3) Limited choice: Anything that fits inside a guitar will, unless the world as we know it changes drastically, be of a proprietary format. I *have* to like the effects made available by manufacturer X, or else I'm SOL. *IF* the manufacturer has thought this one out and is ready to introduce a line as extensive as any of the major stompbox manufacturers, then the problem is largely solved, but I can't see that happening. I would expect, at most, 6-8 modules from the developer/manufacturer, and product support for a max of 2 years before it peters out. Imagine the musician reconciled to a single local music store that carries 3 or 4 of the modules. Normally, they could buy whatever wah or phaser was sold in town and be happy with it, but in this case they need specific ones. Yes, I know all about e-commerce, but not everyone uses it or WILL use it (I know I've lost my own enthusiasm for it).
If there was a standard created, and second party developers could supply modules without having to pay a license fee or some such rot, then maybe it could survive beyond 2 years. But as long as players who like the guitar as a guitar end up saying "Geez, I wish I could stick my XYZ in there, or buy something that sounded like my XYZ", then expect to see the lifespan of the product grow ever shorter.
4) Limited control: There is a finite limit to how many pots and switches you can stick on a guitar before it becomes a) too cluttered to play with, b) too damn heavy, c) too confusing with a whole bunch of unlabelled knobs, d) too expensive to machine in anticipation of knobs and switches. Many FX are hopelessly unsatisfying with less than 3 controls at one's disposal, some need no more than 2 to be just fine. What happens to the extra holes? What do you do with the extra controls?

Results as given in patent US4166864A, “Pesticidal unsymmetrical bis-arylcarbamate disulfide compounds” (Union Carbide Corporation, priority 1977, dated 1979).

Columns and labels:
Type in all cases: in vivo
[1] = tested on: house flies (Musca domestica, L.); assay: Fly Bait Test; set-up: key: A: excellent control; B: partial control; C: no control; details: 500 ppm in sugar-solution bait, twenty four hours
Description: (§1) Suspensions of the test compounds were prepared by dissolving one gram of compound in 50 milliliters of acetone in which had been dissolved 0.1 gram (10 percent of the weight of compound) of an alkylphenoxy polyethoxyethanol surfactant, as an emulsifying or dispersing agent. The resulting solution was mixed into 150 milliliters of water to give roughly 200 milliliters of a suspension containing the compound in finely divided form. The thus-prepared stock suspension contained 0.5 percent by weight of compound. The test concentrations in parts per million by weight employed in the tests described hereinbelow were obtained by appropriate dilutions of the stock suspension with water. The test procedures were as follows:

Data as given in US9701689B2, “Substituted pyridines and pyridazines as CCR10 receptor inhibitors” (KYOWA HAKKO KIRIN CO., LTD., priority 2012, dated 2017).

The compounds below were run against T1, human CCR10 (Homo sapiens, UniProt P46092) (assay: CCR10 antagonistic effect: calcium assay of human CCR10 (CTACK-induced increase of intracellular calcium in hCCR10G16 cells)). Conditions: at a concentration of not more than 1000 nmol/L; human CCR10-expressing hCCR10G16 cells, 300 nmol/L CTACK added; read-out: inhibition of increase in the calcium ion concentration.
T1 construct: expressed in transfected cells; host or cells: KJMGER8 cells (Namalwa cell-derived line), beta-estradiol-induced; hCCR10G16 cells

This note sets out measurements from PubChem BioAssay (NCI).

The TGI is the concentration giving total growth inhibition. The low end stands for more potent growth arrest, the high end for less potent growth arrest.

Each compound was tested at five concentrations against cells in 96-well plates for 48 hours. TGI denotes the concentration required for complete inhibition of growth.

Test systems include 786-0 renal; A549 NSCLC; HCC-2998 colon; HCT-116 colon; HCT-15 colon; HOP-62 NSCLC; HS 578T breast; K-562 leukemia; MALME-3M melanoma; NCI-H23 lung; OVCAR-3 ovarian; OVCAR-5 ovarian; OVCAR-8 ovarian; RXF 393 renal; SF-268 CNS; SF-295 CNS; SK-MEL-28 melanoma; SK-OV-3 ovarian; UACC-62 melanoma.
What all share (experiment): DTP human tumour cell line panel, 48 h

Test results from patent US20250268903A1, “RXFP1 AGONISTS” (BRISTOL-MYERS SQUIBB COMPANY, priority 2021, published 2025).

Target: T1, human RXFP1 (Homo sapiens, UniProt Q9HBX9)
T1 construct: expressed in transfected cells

If what you're working on is an exceptional product (and I think I speak for all of here when I say we have complete confidence in you to do that), then pursue it. Unless the manufacturer has gotten over the hurdles described above, I say back away very carefully, then run. In my view, on-board effects will never get past the point of what you see on an electro-acoustic pre-amp; i.e., stuff you would leave on all the time, and would need regardless of what music you like to play.
|5/16/2000 2:43 AM|
Just a comment on your issue #1...
If you own a Zvex effect, you know its a rare occasion that you have to change the battery.
Thanks, Zac, from someone who just can't get it through his head to unplug that jack.
|5/16/2000 6:14 AM|
Dang, Mark, not too many are familiar with that one!
Bought one in '70 (it's a '63 or '64) with most of the controls ripped out, and the mini-buckers replaced with DeArmond single-coils (never could figure that one). 4 fret-jobs (had to learn somewhere) 3 re-finishes, 1 scalloped fingerboard, 1 replaced fingerboard (heheh), MANY pickup changes (4 mini-toggles, and a 2p6t rotary in '76) and it's a real bastard now: ivory with red and purple sunburst (I filled the cut-out areas of the top with fiberglass) the fingerboard is 1 7/8" at the nut (had to add maple fillets to the neck to widen it) Fender scale-length (!) It looks and sounds fantastic --though it doesn't sound much like a 335 (far better than when I bought it).
Sorry about the off-topic.
|5/16/2000 1:10 PM|
"Bought one in '70 (it's a '63 or '64) with most of the controls ripped out"
Given the date of purchase, I think that kind of says it all about on-board effects. 1970 precedes the era when people were just itching to throw on knobs and switches, so obviously (at least to me, anyways) the previous owner had yelled "FORGET THIS!!" at some point (nice use of TV dubbing dialogue, eh?), out of frustration, rather than out o desire to replace the on-board electronics with something even spiffier.
Congratulations on your courageous stewardship of a vintage piece into exciting new territory. (That's a compliment)
Those skinny Epiphone necks are a bugger, aren't they? My Coronet from the same period ('63-'64) has a similar type of neck, and its the most unstable thing you'd ever want to play. I refretted with wider tang frets than the originals to add some stability. It worked up to a point, but there is only so much you can do. More to the point, over the last few years, my fingers have gotten stiffer and less nimble, and what used to be merely a nuisance for playing (getting in between the strings in crowded spaces) is now starting to turn into an impossibility.